I was so fortunate to be in this year's production of Sonoma State's the Vagina Monologues. The Vagina Monologues is a student organized club centered around promoting the end of gendered violence, denouncing misconceptions surrounding queer and trans+ folks and ending the stigma that surrounds rape. The monologues were written by Eve Ensler, who also created V-Day, a reclaiming of Valentine's Day that strives to educate and end sexual violence against all womxn. Eve interviewed over 200 diverse women about their sexuality, bodies, and much more. The production also raises awareness of body positivity, self-care, and empowerment in a humorous, yet serious manner. Another amazing part of the Vagina Monologues is that all proceeds from our ticket sales and donations go to Verity, Sonoma County's only rape, crisis and trauma healing center.
Verity is a local nonprofit organization that has partnered with the CCE for many years. They offer a variety of services as well as opportunities for volunteers. During our second rehearsal, the Executive Director of Verity, Christine Castillo, came to speak with us about their 24 hour crisis hotline, counseling, and prevention education programs. She even shared her personal story with us. It was an inspiring reminder of why we dedicate so much time into putting on the show, to support an organization that is making real change in our community. Verity tabled before our performances each night in order to spread awareness of their programs to attendees. The Vagina Monologues raised a total of $10,800 for Verity!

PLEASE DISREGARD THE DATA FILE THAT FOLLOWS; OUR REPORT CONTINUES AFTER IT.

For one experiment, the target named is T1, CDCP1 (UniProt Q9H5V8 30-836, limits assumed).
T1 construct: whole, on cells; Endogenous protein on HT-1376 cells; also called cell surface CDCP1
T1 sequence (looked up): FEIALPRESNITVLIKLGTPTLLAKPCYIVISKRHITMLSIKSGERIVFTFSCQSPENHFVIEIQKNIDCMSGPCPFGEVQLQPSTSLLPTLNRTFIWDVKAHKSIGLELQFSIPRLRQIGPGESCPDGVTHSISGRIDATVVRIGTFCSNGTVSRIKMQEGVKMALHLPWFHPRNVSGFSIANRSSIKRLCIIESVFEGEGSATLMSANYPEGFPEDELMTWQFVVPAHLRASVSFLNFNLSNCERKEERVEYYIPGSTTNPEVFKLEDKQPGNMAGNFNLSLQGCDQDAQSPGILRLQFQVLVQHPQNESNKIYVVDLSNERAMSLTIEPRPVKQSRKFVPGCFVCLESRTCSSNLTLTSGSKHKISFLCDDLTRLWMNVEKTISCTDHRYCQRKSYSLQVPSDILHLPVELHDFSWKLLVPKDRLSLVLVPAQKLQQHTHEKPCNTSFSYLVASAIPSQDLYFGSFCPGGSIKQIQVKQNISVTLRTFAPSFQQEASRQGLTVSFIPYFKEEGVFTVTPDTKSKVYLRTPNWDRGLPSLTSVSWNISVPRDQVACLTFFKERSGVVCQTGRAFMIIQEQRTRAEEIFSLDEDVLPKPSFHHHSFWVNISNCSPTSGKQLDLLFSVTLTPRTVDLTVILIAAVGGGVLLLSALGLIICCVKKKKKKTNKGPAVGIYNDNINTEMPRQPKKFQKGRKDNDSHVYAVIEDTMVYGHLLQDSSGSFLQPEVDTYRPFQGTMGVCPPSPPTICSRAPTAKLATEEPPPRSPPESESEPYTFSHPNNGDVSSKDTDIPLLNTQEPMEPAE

[Related: Get Involved: Verity]
I was given two eces to perform, the introduction to "They Beat the Girl Out of My Boy" and "Not So Happy Fact". The first, sets the stage for the transgender piece. It explains the implications behind socially constructed gender roles and how transgender women face such adversity in order to be themselves. The last line so powerfully states that transwomen are in fact, women. The piece "Not So Happy Fact" is about female genital mutilation. My lines focused on the fact that 200 million girls have been mutilated worldwide and it's still an ongoing tragedy.
When I was assigned these two pieces I was nervous I wouldn't be able to portray the level of seriousness that they both entailed. With the support of the rest of the amazing cast, I gained the confidence to accept and own these pieces. These pieces are crucial to our message of intersectional feminism, so I felt honored to have been chosen to deliver them. I originally joined in order to educate others on issues I care about, such as gender equality and ending gendered violence. But now reflecting on it, Vagina Monologues was a space for me to grow. It taught me to be vocal and have confidence in everything I do. It was so empowering to speak such important words to an audience of 400 people for three nights. The community of inclusiveness and togetherness that surrounds the entire cast is another huge reason why I love the Vagina Monologues.
I highly encourage anyone who is thinking about joining Vagina Monologues, to do so; you will not regret it! I also highly recommend everyone go to a show at least once in their time at Sonoma State. Regardless of your gender, race, sexual orientation, or class, it will impact you in a positive way. The show takes place every year around Valentine's Day (V-Day!) so make sure you don't miss it!